By Rabbi Yoshi Zweiback in Israel this week with his sixth grade students
בְּשׁוּב ה׳, אֶת-שִׁיבַת צִיּוֹן–הָיִינוּ, כְּחֹלְמִים
The State of Israel turns 68 years old this week, and you can feel the joy in the streets of Tel Aviv, where I’m accompanying some of our Wise School sixth-graders on our inaugural visit to our twin-school through a Federation-sponsored partnership.
It’s a time for celebration and thanksgiving. Sitting on the beach in Israel this Yom Ha’atzmaut with the warm Mediterranean waters lapping at my feet, watching Israeli Air Force planes flying overhead in formation, I felt an overwhelming sense of gratitude: for this extraordinary place, for its amazingly creative and resilient people, for the delicious food I’ve been enjoying all week, for the Hebrew language that gives me so much joy to speak and understand, and for the sense of home I feel whenever I’m here. I am so grateful for all of these blessings.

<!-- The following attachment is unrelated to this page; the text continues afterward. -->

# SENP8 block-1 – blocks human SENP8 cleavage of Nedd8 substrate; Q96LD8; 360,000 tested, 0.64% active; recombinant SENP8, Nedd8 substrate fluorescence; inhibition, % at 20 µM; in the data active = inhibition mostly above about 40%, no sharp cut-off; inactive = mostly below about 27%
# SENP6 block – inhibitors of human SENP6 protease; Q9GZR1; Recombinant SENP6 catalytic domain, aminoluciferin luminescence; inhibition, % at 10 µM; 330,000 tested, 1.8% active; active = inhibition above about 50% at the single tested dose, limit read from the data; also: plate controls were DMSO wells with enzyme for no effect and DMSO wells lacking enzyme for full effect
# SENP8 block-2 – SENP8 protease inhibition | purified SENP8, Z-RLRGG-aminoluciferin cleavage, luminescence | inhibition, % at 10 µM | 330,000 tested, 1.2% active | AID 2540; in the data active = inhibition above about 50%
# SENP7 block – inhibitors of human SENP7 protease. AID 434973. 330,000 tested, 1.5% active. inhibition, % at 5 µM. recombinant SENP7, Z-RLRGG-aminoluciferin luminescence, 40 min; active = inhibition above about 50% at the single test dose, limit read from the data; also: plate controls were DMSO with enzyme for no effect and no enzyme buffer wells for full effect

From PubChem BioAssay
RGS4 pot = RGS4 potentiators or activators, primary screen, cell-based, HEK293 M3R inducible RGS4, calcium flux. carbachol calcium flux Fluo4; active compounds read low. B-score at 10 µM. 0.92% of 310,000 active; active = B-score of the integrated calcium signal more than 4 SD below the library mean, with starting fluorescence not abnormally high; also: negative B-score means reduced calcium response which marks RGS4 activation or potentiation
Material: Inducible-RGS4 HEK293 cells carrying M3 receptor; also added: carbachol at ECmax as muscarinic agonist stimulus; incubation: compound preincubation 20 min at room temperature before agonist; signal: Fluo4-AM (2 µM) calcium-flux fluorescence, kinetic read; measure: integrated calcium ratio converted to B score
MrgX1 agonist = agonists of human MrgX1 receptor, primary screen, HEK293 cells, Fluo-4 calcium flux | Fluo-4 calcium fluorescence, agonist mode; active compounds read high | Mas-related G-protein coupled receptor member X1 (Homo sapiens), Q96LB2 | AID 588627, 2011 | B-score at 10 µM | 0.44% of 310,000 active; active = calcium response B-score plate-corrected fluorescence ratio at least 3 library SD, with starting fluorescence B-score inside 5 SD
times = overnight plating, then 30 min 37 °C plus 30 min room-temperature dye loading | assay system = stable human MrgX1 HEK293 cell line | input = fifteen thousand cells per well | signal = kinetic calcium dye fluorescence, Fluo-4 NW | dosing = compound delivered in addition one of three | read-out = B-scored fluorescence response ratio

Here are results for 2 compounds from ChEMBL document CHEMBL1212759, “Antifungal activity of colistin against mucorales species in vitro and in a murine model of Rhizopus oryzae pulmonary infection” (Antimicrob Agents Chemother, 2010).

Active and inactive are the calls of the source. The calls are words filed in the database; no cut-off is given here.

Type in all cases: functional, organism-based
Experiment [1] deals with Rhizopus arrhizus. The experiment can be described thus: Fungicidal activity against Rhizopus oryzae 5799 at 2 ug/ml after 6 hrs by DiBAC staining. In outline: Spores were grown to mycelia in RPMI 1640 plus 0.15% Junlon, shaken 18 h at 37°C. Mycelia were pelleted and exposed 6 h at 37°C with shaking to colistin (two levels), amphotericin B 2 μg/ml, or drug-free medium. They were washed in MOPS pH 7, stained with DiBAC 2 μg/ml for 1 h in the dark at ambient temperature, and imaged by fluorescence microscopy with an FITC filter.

However, the way we celebrate Yom Ha’atzmaut reminds us that these blessings come at a steep cost. Israel Independence Day is immediately preceded by Yom HaZikaron – the Day of Remembrance for Israel’s fallen soldiers and victims of terror.
On Wednesday of this week, I visited the home of a fallen soldier, Eran Berg (ז״ל), who was killed during his army service on February 22, 1994. Each year on Yom HaZikaron, friends and family gather in his parents’ home to remember. It was especially moving to witness his commanding officer visit. Even though the commander no longer serves in the IDF, he comes each year to pay his condolences. He arrived yesterday with his sixteen-year-old son, who is preparing to enter the IDF in just a few years. Our joy is lessened as we think about those whose sacrifice makes our celebration possible. They should be here to rejoice with us…
In our prayer for the State of Israel, we call this extraordinary place “The First Flowering of Our Redemption – רֵאשִׂית צְמִיחַת גְּאֻלָּתֵנוּ.” May it continue to flourish, grow, and develop into all we wish it might be. This is the Hope – the Tikvah – that has animated our dreams for the past 68 years and, indeed, for the previous two millennia as well.
With prayers for peace
and goodness for Israel and for our entire world,
P.S. To see photos from our trip, visit me at on my Facebook page
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